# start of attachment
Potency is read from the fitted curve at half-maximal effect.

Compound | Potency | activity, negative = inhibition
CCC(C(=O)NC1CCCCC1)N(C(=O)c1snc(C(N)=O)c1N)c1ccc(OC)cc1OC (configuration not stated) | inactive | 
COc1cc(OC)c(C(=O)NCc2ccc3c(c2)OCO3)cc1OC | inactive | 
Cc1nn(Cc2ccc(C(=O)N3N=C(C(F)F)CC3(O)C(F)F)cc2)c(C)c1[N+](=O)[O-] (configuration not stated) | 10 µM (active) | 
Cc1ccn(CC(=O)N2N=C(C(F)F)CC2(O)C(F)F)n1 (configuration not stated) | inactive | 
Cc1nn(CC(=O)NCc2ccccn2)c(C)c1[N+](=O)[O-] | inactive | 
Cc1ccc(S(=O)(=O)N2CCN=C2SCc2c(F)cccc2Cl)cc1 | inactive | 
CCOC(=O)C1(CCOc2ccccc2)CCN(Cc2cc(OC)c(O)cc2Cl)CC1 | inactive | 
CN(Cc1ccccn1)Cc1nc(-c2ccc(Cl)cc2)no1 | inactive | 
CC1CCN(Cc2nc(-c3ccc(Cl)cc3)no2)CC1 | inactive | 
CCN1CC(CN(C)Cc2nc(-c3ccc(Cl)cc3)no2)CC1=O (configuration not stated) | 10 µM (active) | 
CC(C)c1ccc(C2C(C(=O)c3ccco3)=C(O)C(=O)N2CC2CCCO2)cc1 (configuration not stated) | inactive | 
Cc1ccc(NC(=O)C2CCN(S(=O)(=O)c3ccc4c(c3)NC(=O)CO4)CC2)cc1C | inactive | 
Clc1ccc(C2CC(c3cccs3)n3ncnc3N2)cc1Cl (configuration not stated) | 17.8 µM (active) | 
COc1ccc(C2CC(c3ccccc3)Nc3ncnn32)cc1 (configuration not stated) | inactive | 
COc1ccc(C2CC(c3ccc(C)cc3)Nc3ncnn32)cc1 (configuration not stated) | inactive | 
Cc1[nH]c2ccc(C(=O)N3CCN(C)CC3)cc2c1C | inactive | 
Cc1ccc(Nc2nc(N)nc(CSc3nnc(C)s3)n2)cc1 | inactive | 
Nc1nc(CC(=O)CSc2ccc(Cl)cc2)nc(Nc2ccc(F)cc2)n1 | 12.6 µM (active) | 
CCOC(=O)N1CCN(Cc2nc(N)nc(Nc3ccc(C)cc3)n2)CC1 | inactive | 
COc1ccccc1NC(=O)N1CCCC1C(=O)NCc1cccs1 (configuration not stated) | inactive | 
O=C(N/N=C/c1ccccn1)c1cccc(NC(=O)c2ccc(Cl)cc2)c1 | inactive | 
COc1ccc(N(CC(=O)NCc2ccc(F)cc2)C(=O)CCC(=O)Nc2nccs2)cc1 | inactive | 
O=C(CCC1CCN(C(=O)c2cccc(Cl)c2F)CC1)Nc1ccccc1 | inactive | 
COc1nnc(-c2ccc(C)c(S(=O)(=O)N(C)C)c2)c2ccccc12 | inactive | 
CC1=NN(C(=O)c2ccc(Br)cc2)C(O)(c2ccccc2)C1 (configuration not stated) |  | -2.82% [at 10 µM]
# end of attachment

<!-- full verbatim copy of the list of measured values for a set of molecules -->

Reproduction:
Potency is read from the fitted curve at half-maximal effect.

Compound | Potency | activity, negative = inhibition
CCC(C(=O)NC1CCCCC1)N(C(=O)c1snc(C(N)=O)c1N)c1ccc(OC)cc1OC (configuration not stated) | inactive | 
COc1cc(OC)c(C(=O)NCc2ccc3c(c2)OCO3)cc1OC | inactive | 
Cc1nn(Cc2ccc(C(=O)N3N=C(C(F)F)CC3(O)C(F)F)cc2)c(C)c1[N+](=O)[O-] (configuration not stated) | 10 µM (active) | 
Cc1ccn(CC(=O)N2N=C(C(F)F)CC2(O)C(F)F)n1 (configuration not stated) | inactive | 
Cc1nn(CC(=O)NCc2ccccn2)c(C)c1[N+](=O)[O-] | inactive | 
Cc1ccc(S(=O)(=O)N2CCN=C2SCc2c(F)cccc2Cl)cc1 | inactive | 
CCOC(=O)C1(CCOc2ccccc2)CCN(Cc2cc(OC)c(O)cc2Cl)CC1 | inactive | 
CN(Cc1ccccn1)Cc1nc(-c2ccc(Cl)cc2)no1 | inactive | 
CC1CCN(Cc2nc(-c3ccc(Cl)cc3)no2)CC1 | inactive | 
CCN1CC(CN(C)Cc2nc(-c3ccc(Cl)cc3)no2)CC1=O (configuration not stated) | 10 µM (active) | 
CC(C)c1ccc(C2C(C(=O)c3ccco3)=C(O)C(=O)N2CC2CCCO2)cc1 (configuration not stated) | inactive | 
Cc1ccc(NC(=O)C2CCN(S(=O)(=O)c3ccc4c(c3)NC(=O)CO4)CC2)cc1C | inactive | 
Clc1ccc(C2CC(c3cccs3)n3ncnc3N2)cc1Cl (configuration not stated) | 17.8 µM (active) | 
COc1ccc(C2CC(c3ccccc3)Nc3ncnn32)cc1 (configuration not stated) | inactive | 
COc1ccc(C2CC(c3ccc(C)cc3)Nc3ncnn32)cc1 (configuration not stated) | inactive | 
Cc1[nH]c2ccc(C(=O)N3CCN(C)CC3)cc2c1C | inactive | 
Cc1ccc(Nc2nc(N)nc(CSc3nnc(C)s3)n2)cc1 | inactive | 
Nc1nc(CC(=O)CSc2ccc(Cl)cc2)nc(Nc2ccc(F)cc2)n1 | 12.6 µM (active) | 
CCOC(=O)N1CCN(Cc2nc(N)nc(Nc3ccc(C)cc3)n2)CC1 | inactive | 
COc1ccccc1NC(=O)N1CCCC1C(=O)NCc1cccs1 (configuration not stated) | inactive | 
O=C(N/N=C/c1ccccn1)c1cccc(NC(=O)c2ccc(Cl)cc2)c1 | inactive | 
COc1ccc(N(CC(=O)NCc2ccc(F)cc2)C(=O)CCC(=O)Nc2nccs2)cc1 | inactive | 
O=C(CCC1CCN(C(=O)c2cccc(Cl)c2F)CC1)Nc1ccccc1 | inactive | 
COc1nnc(-c2ccc(C)c(S(=O)(=O)N(C)C)c2)c2ccccc12 | inactive | 
CC1=NN(C(=O)c2ccc(Br)cc2)C(O)(c2ccccc2)C1 (configuration not stated) |  | -2.82% [at 10 µM]